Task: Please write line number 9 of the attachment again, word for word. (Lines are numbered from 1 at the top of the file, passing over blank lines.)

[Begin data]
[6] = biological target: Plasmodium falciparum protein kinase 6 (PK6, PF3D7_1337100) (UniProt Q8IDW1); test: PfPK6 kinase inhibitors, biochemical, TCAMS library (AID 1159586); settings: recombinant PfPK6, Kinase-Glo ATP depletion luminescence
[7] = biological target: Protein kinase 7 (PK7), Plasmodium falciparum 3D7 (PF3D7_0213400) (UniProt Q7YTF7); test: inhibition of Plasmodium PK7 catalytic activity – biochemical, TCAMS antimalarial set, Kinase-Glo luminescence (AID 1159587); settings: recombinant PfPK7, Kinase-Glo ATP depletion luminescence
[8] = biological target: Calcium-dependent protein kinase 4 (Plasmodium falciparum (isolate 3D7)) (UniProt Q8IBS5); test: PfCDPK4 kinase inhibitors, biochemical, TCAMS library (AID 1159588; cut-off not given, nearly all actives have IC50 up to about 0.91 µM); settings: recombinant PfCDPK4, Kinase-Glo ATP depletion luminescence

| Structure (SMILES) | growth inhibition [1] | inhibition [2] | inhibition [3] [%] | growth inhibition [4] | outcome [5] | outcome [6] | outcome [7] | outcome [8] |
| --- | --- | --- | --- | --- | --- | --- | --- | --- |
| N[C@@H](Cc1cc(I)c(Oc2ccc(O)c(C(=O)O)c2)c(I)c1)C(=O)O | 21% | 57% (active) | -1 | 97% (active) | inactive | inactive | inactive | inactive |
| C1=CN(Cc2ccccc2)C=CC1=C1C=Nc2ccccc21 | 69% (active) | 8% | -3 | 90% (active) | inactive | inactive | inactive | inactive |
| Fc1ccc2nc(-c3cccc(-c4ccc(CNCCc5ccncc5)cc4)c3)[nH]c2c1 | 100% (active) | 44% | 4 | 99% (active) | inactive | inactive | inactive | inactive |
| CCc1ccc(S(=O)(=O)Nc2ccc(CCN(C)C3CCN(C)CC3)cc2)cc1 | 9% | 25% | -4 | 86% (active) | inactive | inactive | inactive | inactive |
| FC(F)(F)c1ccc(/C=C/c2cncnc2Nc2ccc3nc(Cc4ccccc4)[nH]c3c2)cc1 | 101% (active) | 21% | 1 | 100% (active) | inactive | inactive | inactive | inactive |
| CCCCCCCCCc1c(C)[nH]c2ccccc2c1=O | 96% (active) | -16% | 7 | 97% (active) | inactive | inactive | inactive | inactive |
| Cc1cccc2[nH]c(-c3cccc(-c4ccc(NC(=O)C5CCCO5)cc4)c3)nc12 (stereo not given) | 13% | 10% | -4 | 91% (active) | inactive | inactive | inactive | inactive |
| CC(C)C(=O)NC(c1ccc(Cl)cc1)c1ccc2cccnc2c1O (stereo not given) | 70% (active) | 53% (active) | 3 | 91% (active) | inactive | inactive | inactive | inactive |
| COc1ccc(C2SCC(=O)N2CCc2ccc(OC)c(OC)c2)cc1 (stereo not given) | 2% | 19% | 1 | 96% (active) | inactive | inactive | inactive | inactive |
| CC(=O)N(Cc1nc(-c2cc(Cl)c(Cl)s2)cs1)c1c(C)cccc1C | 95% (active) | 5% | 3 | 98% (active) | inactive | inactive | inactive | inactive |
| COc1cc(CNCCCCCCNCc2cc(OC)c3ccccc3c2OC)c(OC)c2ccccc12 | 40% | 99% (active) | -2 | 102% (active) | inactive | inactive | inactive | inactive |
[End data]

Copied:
| CCc1ccc(S(=O)(=O)Nc2ccc(CCN(C)C3CCN(C)CC3)cc2)cc1 | 9% | 25% | -4 | 86% (active) | inactive | inactive | inactive | inactive |